The corrosion resistance of any given material is heavily dependent upon the specific environmental conditions. Although the root cause of corrosion can originate from a number of different factors, it most commonly seen form of corrosion in stainless steels and nickel alloys are pitting corrosion.
As a first review, the Pitting Resistance Equivalent number (PREN) is a helpful theoretical way of comparing the pitting corrosion resistance of various types of metals based on their chemical compositions. The PREN numbers can be used to compare different grades, but cannot be used to predict the absolute performance of a grade in a specific application.
The most widely accepted version of the PREN formula utilises the content of chromium, molybdenum and nitrogen as PREN = %Cr + 3.3x %Mo + 16x %N. Due to the fact that most product specifications allow a range of compositions, certain end-users will also specify a minimum PREN value to ensure adequate levels of corrosion resistance.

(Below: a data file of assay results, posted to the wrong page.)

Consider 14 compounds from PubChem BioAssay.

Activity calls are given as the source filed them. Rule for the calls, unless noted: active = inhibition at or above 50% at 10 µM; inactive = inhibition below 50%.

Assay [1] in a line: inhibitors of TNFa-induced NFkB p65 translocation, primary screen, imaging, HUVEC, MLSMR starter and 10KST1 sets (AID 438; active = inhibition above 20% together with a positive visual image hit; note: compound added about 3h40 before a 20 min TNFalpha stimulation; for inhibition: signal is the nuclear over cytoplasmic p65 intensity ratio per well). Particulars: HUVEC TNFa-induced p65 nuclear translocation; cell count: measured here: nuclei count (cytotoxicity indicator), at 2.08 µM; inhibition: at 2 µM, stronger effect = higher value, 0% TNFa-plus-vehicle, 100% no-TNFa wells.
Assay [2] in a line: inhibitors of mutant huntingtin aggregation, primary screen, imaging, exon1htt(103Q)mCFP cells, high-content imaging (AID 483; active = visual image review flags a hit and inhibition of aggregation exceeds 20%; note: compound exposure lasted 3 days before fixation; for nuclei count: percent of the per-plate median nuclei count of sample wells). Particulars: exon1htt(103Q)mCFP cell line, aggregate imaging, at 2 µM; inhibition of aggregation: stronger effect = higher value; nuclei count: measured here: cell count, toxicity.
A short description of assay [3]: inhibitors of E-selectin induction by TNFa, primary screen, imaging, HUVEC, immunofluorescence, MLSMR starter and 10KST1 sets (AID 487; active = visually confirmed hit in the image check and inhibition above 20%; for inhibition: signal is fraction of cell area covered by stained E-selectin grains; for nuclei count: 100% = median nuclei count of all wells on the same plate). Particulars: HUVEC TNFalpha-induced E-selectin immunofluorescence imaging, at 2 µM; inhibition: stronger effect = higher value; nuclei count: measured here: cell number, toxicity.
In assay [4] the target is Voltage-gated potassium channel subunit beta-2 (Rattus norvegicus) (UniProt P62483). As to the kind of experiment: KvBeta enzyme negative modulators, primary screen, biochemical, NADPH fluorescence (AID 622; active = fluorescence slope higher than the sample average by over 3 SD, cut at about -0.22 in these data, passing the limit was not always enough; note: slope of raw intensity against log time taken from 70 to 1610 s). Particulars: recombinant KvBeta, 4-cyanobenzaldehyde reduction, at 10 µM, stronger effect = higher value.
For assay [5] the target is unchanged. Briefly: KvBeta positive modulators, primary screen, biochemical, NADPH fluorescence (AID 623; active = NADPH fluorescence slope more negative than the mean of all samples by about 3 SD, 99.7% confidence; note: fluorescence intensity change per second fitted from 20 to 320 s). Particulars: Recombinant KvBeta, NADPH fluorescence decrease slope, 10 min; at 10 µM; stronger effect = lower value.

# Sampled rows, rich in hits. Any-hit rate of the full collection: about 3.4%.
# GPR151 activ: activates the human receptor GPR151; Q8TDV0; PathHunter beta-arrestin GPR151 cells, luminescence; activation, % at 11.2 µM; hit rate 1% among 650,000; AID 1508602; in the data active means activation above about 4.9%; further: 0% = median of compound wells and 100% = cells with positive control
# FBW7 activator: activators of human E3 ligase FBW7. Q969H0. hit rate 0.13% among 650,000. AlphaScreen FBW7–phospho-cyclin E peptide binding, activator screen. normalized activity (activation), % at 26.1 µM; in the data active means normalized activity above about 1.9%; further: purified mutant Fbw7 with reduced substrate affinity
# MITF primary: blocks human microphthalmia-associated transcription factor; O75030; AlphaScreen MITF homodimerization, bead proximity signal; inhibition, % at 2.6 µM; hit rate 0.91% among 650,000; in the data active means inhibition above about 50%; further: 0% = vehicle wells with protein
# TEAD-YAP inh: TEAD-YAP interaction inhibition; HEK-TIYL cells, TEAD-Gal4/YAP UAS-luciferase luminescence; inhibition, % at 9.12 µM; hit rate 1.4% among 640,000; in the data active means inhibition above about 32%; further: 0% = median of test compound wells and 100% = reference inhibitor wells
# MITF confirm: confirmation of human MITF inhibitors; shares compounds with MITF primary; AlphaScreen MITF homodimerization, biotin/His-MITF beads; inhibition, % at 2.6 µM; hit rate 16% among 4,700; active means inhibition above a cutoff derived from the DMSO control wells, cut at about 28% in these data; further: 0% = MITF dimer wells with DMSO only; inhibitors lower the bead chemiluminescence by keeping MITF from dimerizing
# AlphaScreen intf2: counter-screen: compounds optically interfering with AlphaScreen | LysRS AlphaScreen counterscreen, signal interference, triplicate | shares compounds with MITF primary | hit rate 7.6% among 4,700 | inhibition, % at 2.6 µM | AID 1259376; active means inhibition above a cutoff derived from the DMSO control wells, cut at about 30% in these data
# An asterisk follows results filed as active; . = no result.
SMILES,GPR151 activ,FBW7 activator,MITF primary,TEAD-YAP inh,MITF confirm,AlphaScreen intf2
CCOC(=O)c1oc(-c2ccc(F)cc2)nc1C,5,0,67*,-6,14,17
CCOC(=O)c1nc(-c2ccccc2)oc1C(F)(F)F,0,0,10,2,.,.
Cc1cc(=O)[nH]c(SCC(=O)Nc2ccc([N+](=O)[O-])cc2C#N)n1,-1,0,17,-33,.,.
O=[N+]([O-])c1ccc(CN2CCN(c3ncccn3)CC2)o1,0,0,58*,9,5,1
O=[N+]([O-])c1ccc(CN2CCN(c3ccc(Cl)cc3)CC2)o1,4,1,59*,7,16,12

The widely used 316L stainless steel has a typical PREN value of 25.
The following alloys have a typical PREN of between 30-40:
Duplex stainless steel is a natural step-up in performance from 316L. The increase in chromium content from c. 18% to c. 22% drives improved pitting corrosion resistance. It also offers approximately twice the strength.
For some applications, duplex stainless steel may not be suitable. A higher impact toughness may be required, sometimes combined with the need to operate at lower temperatures too. Austenitic stainless steel retains its mechanical properties down to cryogenic temperatures, has higher toughness, is non-magnetic and easier to fabricate. When increasing those elements that improve the PREN, other elements i.e. nickel, also need to be added to maintain an austenitic microstructure.
Alloy 718 (N07718, Inconel 718, 2.4668) PREN = 31
Alloy 718 is extremely widely used in Oil and Gas applications. It provides very high strength levels through precipitation strengthening, which are largely retained up to c. 700degC. General corrosion resistance is good, but its resistance to sulphide stress corrosion cracking is particularly appreciated. However, its high alloy content (Ni, Cr) makes it a relatively expensive alloy, which encourages substitution where possible.
Alloy 825 is the entry point for nickel alloys in terms of price and performance. It has a relatively modest yield strength, and pitting corrosion resistance less than super duplex stainless steels despite the greater cost. However, it provides a far wider operating temperature range, retaining its mechanical properties at lower temperatures and not being restricted to a maximum service temperature of 250degC.